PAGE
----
Stop! You're Feeding Your Baby Way Too Much Sodium

salt and pepper shakersThe following information is not to be taken with a grain of salt. I’m already worrying about feeding my baby too much sugar and setting off nut allergies; now, I’ve got another nutritional worry: My baby is likely getting too much salt in her diet.

In the United Kingdom, approximately 70 percent of 8-month-old babies get more than healthy levels of sodium, and researchers say the U.S. diet has a similar trend.

Though salt is necessary in small amounts, most kids are getting more than twice the maximum safe amount. Why is this bad? What are the risks? And where is it all coming from? The answers to these questions are seriously pissing me off!


What's most frustrating to me is the fact that ordinary, seemingly "non-salty" foods tend to contain an exorbitant amount of sodium. For example, when I started feeding solids to Penelope, my older daughter, my pediatrician surprised me by recommending that I get alternate “O” cereals -- the Trader Joe’s house brand was what we settled on -- because Cheerios have loads of sodium. "I can always tell when a baby’s getting too much sodium," he told me. "They get kinda bloated."

Well, who can tell the difference? My babies are chubby as all get-out! (He says it’s a "different chubby," but my eyes don’t see it -- yet.)

In these kinds of massive amounts, sodium can have long-term health effects that’ll make you cry 96 tears. According to Ashley Koff, dietitian and co-author of Mom Energy: A Simple Plan to Live Fully Charged, the risks include dehydration, constipation, and a taste for salt that will make it harder for them to cut it out later.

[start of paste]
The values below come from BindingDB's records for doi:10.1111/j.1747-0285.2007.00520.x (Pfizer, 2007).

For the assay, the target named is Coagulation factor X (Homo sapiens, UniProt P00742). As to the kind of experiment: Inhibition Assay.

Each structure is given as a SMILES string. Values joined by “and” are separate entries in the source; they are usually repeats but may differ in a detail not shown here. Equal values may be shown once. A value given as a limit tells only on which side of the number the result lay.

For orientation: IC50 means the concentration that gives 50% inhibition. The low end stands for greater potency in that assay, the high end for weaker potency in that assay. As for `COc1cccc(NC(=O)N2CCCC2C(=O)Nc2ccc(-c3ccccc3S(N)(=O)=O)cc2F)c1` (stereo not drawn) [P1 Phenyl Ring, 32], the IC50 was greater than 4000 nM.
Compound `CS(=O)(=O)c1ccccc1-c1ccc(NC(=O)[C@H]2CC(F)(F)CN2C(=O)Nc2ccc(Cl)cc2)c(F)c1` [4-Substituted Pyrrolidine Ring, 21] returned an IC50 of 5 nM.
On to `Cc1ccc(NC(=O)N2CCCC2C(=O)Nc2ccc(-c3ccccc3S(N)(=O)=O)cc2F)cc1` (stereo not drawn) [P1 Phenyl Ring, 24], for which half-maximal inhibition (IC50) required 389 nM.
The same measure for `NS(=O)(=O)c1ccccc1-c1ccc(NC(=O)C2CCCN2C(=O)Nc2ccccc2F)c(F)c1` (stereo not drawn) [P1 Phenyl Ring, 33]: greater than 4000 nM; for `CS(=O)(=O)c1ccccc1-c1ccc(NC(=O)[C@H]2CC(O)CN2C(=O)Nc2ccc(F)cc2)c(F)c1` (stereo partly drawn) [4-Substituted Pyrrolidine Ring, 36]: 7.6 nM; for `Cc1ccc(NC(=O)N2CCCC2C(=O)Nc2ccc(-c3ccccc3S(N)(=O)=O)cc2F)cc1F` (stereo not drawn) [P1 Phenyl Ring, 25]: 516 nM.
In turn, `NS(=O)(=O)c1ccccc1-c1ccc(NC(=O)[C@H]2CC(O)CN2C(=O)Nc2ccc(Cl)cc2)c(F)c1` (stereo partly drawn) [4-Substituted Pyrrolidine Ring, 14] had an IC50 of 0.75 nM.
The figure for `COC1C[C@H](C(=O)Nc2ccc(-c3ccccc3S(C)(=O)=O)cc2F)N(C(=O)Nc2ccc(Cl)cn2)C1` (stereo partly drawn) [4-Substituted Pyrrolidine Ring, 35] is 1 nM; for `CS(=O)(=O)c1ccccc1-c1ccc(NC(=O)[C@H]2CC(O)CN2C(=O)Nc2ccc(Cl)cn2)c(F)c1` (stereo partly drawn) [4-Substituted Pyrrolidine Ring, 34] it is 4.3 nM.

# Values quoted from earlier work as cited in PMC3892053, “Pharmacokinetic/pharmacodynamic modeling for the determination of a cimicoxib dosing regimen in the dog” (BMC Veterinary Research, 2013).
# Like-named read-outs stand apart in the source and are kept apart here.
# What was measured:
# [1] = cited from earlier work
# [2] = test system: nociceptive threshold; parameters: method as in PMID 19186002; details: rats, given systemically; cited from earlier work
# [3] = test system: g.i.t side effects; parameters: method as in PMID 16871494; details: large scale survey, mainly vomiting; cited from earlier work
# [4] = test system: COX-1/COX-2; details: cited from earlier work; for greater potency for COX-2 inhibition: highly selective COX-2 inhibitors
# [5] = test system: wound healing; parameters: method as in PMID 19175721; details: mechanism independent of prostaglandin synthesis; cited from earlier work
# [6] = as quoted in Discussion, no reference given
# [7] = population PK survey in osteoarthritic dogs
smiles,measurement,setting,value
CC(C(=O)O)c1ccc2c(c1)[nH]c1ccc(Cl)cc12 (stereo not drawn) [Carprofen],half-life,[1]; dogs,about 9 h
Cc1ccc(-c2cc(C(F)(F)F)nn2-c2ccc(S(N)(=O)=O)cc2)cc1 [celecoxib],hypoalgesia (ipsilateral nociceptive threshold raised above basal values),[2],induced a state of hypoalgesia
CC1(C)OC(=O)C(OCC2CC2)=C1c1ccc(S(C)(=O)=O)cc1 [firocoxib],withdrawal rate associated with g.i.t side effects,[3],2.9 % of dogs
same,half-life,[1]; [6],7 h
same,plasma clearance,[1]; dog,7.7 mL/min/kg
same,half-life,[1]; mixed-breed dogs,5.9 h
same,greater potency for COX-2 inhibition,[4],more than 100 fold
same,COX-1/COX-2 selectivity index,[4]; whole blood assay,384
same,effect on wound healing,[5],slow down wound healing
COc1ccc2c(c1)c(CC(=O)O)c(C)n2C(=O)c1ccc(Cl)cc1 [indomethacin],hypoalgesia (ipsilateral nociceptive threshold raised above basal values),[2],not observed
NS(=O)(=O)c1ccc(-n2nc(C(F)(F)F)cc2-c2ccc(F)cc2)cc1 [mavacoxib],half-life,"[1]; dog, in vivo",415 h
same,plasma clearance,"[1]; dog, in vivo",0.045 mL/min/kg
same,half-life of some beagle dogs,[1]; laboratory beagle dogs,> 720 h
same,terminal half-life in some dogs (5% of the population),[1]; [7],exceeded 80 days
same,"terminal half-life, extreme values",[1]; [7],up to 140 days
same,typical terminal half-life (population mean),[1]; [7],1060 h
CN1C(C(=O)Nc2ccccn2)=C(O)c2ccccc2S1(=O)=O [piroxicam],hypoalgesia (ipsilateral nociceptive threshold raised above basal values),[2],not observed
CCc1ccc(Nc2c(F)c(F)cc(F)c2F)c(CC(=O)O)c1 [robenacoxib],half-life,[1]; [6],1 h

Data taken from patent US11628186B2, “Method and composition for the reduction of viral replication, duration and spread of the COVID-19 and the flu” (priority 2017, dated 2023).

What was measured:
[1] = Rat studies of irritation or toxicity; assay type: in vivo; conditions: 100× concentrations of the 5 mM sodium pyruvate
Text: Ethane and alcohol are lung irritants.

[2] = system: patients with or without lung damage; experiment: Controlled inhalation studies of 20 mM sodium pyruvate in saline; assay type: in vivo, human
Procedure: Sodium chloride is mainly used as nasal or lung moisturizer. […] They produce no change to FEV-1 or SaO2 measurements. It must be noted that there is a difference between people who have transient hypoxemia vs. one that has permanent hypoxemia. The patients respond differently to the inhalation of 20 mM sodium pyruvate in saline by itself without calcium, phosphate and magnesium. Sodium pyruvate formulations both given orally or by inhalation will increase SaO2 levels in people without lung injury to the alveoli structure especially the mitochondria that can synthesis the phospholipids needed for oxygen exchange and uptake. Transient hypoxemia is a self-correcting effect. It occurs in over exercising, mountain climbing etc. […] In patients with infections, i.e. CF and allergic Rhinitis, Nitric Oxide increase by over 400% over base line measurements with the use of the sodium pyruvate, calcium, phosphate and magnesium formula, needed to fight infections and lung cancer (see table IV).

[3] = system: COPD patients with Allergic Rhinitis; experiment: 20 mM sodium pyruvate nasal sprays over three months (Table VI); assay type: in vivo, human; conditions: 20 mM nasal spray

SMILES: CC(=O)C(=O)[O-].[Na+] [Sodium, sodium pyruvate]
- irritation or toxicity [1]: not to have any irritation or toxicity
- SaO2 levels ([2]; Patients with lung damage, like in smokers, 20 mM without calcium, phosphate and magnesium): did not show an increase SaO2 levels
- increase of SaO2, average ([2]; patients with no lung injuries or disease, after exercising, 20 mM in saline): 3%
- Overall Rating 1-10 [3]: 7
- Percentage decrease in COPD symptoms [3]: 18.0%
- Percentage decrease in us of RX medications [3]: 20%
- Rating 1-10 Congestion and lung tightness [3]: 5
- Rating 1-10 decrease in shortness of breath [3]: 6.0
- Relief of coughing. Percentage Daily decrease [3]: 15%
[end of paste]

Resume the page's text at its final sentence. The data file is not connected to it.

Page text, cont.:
So how much is too much? In the UK, the maximum recommended allowance is 400 mg per day, or about an eighth of a teaspoon. The US doesn’t have a maximum recommendation, but according to Koff, “We do have an 'adequate intake' to show how small the need is." From 0-6 months, she says, 120 mg is all a kid needs. From 7-12 months, up to 1 gram of salt (or 1/4 teaspoon) is okay, but only if the kid is very active and sweating a lot.

I know we’re not adding salt to our kids’ foods, but every kid I know gets Cheerios. I’ve been more aware of salt since I had pre-eclampsia, and I’m more at risk for hypertension, and I’m amazed at the weird places I find it. In fact, I noticed that plain canned tomato sauce came in a low-salt variety. Which means the regular kind has salt. Crap! And forget the handy-dandy mac and cheese I split between the girls for lunch a couple times a week -- even though I get the organic kind, it’s still got more salt than is healthy.

The more I see low-sodium versions of foods, the more I realize that the regular versions have far more salt than my family and I need. And I'm telling you, I don't taste the difference. (Well, except that now that I've reduced salt when cooking at home, everything tastes over-salted when I eat out!)

Koff offers these further suggestions for adjusting your kids' sodium intake:

Kids don’t need any added salt ... Foods like celery, tuna fish, olives, and some cheeses have all the naturally-occurring sodium they’ll need. In an ideal world, you wouldn’t be serving them any processed foods and you certainly shouldn’t be adding table salt to anything you feed them.

No processed foods? Ha ha ha, she's a funny one. Still, it's good advice to follow.

Do you watch your baby’s salt intake?

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